Blade Warrior (Image Works) Review | Amiga Power - Everygamegoing

Amiga Power

Blade Warrior
By Image Works
Amiga 500

Published in Amiga Power #5

Blade Warrior

First advertised, it seems, around a year ago,

I've been having real trouble putting this review together, I can tell you. The first version (since deleted) was absolutely euphoric - Blade Warrior is one of those games that intoxicates you with atmospheric graphics and sound, making it easy to imagine that there just has to be a corking game underneath it all.

After putting in a few hours of overtime, however, I began to have my doubts. The basic front end was okay, but the 'game' part of it - all the interaction with other characters, spells and so on - seemed a bit thin, a bit superficial. So I wrote another review to that effect.

Then I played it some more (just to make sure) and started really getting into it again. Or at least, I think I did. So I scrapped that second review too. And now, with a blank page in front of me again, well... um... to tell the truth I'm just not sure whether I like it or not. It has its strong points - the very unusual graphics style for a start - certainly, but just as it seems to be starting to grip, it doesn't. And then it does again. I know, I'll you you a bit about it while I have another think.

Quite Unlike Anything Before

One thing I do know is that it's one of those 'do the graphics and then try and work a game around them' jobs. And the graphics, it has to be said, are brilliant. They're done in an incredibly spooky silhouette style, so, rather than being packed with colour, everything's just black on a pale, pastely background. It might sound like a bit of a cop-out, but the amount of detail that's been crammed in, combined with some quite beautiful animation, a few stunning backdrops, a bit of parallax scrolling, and some really weird sound effects creates an audio-visual, um, 'experience' that's quite unlike anything I can remember seeing before.

I can also say for sure that, for the most part, the game is a scrolling beat-'em-up, shadow puppet-style. You're the 'blade warrior', and you can roam backwards and forwards across the landscape, up and down hills and over bridges, hacking away at any baddies that leap at you from the bushes. These range from weedy (but nonetheless pretty frightening) giant spiders to trolls, skeletons, vampires and lots more. Occasionally, you'll come across gateways which lead to other paths. (The paths all join up into a big map, a picture of which can be called up by pressing 'M'.) The pathways near your start position are populated with the softer baddies, but things hot up as you get further into the game, meet stronger baddies and (hopefully) become more and more powerful yourself.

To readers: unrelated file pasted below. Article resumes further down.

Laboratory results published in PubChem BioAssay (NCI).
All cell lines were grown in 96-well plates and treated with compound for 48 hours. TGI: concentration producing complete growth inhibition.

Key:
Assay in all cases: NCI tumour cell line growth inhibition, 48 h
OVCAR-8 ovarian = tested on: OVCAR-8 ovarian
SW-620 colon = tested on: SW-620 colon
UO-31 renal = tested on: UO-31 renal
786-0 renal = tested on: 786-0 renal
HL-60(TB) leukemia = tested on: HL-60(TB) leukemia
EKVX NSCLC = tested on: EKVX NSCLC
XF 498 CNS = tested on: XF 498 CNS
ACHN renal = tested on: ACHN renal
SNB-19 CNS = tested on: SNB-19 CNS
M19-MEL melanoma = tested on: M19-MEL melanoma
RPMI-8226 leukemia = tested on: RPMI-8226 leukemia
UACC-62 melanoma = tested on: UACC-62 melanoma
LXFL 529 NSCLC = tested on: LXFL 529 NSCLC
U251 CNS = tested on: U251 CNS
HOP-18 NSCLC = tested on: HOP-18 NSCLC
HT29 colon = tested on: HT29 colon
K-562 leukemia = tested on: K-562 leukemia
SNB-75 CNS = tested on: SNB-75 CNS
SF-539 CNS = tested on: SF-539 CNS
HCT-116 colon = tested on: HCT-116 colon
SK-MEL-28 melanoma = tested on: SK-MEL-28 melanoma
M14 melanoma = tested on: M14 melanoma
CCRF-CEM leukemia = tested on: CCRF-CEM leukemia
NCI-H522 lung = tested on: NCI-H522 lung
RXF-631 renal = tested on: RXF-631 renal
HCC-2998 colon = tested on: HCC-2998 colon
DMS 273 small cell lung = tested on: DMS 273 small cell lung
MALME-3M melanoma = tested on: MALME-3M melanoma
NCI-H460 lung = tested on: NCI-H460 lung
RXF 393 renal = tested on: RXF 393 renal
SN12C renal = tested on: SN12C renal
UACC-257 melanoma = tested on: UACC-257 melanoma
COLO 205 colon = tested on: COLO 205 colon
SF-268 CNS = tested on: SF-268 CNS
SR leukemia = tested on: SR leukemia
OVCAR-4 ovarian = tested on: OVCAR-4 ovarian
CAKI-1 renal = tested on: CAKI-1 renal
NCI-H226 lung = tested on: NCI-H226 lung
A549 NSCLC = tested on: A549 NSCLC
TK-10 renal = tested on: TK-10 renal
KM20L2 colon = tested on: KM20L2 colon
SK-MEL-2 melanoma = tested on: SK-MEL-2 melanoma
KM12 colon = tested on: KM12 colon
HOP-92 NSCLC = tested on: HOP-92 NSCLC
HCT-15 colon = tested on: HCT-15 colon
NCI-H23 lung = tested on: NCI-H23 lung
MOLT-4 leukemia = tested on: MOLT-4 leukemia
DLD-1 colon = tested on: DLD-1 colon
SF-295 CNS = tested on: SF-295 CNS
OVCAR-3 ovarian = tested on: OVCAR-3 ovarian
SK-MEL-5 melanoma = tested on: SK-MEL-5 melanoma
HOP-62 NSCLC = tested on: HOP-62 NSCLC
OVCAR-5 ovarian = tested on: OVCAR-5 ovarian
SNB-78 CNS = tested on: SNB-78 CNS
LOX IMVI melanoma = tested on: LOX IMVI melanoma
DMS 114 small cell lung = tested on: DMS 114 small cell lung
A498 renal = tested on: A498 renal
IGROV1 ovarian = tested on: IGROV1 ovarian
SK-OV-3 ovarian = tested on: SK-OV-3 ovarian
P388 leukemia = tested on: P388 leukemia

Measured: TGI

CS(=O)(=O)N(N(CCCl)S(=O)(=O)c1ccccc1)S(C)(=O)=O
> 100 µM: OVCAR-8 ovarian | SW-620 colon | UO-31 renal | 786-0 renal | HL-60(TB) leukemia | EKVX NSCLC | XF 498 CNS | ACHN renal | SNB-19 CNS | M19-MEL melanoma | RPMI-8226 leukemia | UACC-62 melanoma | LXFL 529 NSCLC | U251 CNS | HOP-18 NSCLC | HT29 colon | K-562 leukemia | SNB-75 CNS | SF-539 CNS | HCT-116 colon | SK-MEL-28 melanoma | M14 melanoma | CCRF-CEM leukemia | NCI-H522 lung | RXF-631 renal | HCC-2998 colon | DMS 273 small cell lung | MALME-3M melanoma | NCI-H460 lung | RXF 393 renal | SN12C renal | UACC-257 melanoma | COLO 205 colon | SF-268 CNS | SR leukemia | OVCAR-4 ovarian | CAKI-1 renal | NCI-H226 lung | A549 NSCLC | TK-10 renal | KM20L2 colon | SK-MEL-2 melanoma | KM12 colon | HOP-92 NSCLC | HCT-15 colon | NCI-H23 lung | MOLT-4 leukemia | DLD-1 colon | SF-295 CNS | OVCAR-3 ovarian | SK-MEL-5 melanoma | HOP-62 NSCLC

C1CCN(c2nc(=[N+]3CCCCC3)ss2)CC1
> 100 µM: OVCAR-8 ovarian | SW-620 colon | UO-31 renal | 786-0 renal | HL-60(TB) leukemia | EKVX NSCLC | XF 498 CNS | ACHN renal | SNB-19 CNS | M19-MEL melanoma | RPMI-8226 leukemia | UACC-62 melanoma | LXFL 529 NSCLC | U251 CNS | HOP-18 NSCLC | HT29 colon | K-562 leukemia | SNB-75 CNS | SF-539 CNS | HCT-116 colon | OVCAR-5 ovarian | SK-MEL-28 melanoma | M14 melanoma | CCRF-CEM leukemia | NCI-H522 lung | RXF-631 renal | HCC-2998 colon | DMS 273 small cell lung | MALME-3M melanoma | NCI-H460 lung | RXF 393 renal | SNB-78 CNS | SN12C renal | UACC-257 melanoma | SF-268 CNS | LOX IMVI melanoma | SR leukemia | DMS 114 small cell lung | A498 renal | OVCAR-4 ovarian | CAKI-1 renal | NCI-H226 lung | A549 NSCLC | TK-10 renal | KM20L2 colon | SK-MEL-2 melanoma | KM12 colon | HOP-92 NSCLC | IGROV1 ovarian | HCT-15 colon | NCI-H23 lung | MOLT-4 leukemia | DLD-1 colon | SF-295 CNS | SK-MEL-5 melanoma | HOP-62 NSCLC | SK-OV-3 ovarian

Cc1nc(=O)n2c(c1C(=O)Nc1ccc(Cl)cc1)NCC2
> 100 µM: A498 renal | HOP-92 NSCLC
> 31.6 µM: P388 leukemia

Dark, Atmospheric And Hazy

From then on things get a little hazier. There's this plot, you see the world has been enslaved by the evil Murk, and you've got to free it by collecting the seven fragments of a tablet which are in the possession of seven wizards who live in seven towers. It's a bit crap, isn't it?

What it means is that co-existing rather uncomfortably with the beat-'em-up element is an adventurey one, where you've got to collect Artefacts and give them to the right wizards in exchange for bits of tablet. You can also trade other things with wizards, possibly in exchange for clues. The Artifacts are also quite handy for boosting your powers, so don't give them away until you really have to.

And then there's the magic side of things. As you wander around, you'll come across ingredients which you can take back to your towner, pop into your cauldron and cast spells with. As long as you've got the recipe, that is. You start off with two of these, and more can be obtained from wizards if you can work out how.

While this is all very well, the question is whether these two completely different types of game have been brought together successfully. After some serious playing I reckon they have - just about - although it's still not completely satisfactory. Beat-'em-up fans might consider all the spells and things to be superfluous, while those who'd prefer to concentrate on solving the puzzles may well get annoyed at constantly getting jumped by baddies.

A couple of other things to consider: there's no scoring system, so progress has to be judged on how much of the adventure you've pieced together, and there are a few little glitches, like the scrolling suddenly slowing down for no apparent reason, and spells remaining on screen after they've been used. Nothing too worrying though.

Me? I eventually decided that I was quite enjoying myself, and wouldn't mind splashing out on Blade Warrior at all. If nothing else, it has to be seen.

The Bottom Line

Uppers: Breathtaking graphics, but lots of action and puzzling too. A complete solution is likely to be a long time coming.

Downers: The gameplay is unlikely to be to everyone's taste, and interest may (may) fade along with the initial attraction.

Visually superb, possibly the most atmospheric game ever, and with the gameplay to back it up. (I think!)

Jonathan Davies

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